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The mission of the Judicial Engagement Network (JEN) is to identify, engage, encourage, and support Judges nationally who will lead the effort to improve court responses to domestic and teen dating violence, sexual assault, and stalking.

Information Technology (IT) systems help members of a community collaborative system store, access and analyze data. They can also be integrated with existing case management systems.

Technology as an Alternative to Civil Fines

Hosted in partnership with the Price of Justice initiative, this webinar showcases the Center for Court Innovation’s Civil Alternatives project and a new e-learning module that was developed and launched in New York City as part of the 2017 Criminal Justice Reform Act. This law created the opportunity for individuals to resolve their low-level summonses by completing community service instead of paying a fine. This is done through the e-learning module; an hour of experiential learning.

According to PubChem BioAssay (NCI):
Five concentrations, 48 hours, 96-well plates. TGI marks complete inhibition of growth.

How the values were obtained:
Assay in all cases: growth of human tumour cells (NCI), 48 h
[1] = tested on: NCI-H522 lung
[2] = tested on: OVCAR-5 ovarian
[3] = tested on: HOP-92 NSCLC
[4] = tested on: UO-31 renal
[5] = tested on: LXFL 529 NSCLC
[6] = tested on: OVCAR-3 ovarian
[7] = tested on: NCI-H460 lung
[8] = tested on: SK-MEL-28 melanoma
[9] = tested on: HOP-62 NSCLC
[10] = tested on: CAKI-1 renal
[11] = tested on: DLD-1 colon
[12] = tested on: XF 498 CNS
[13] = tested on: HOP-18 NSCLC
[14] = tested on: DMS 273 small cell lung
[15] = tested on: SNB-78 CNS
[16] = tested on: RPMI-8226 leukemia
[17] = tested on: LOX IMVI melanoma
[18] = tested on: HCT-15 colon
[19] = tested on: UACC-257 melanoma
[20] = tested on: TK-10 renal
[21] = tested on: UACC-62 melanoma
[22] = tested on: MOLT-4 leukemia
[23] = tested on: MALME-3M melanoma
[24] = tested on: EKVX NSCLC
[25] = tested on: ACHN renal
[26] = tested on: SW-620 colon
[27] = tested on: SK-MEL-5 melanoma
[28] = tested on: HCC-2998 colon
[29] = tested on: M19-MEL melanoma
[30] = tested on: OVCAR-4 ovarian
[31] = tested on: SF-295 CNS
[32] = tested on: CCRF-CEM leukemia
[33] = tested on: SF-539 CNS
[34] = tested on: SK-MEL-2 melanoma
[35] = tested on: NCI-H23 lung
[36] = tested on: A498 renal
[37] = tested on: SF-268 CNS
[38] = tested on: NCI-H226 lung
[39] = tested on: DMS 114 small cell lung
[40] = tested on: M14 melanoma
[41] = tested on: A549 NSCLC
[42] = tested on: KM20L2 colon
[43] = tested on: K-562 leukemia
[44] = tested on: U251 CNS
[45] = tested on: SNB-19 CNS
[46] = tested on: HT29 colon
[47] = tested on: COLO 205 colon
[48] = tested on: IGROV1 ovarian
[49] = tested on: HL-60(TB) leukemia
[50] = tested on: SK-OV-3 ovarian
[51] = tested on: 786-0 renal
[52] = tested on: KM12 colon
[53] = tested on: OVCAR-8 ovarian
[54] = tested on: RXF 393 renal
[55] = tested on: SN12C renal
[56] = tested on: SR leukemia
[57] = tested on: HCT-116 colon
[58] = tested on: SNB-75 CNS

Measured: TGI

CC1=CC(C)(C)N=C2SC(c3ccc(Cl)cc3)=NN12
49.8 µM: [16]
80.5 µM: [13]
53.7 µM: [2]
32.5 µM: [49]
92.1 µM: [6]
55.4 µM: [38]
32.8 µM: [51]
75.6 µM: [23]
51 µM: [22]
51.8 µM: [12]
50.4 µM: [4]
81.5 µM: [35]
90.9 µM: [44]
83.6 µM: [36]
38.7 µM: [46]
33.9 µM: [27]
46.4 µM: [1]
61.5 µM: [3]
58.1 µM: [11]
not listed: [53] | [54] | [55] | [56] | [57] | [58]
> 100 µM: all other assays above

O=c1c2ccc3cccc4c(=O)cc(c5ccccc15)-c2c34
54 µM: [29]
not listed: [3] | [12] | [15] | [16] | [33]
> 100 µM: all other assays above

Utilizing Technology for Remote Hearings During the Pandemic

This interactive webinar will assist courts in understanding the use of Zoom for conducting remote hearings from a judicial perspective. Judicial presenters will offer insight on considerations from the bench and the changes that were implemented to adapt in-person hearings to a virtual environment. Presenters will offer their own personal perspectives from both a level of comfort with technology and one of apprehension. Participants will learn how forms and processes have changed to accommodate remote hearings and how stakeholders participated in the development of these changes.

Where It All Began

The Judicial Engagement Network (JEN) began as an identified need to engage the judiciary in communities to strive for judicial excellence. Because courts hold a unique position in protecting social values, it places judges in an important position to lead changes in their own courts and communities. Through JEN, judges and judicial officers will be able to connect within a network of judges to promote best judicial practices, trends, and successful outcomes that are based on principle and better outcomes for families.  Judges will be able to, in a network of their peers, craft and hone leadership skills to effect change in their communities, share practices, and pass knowledge to the next generation of judges.

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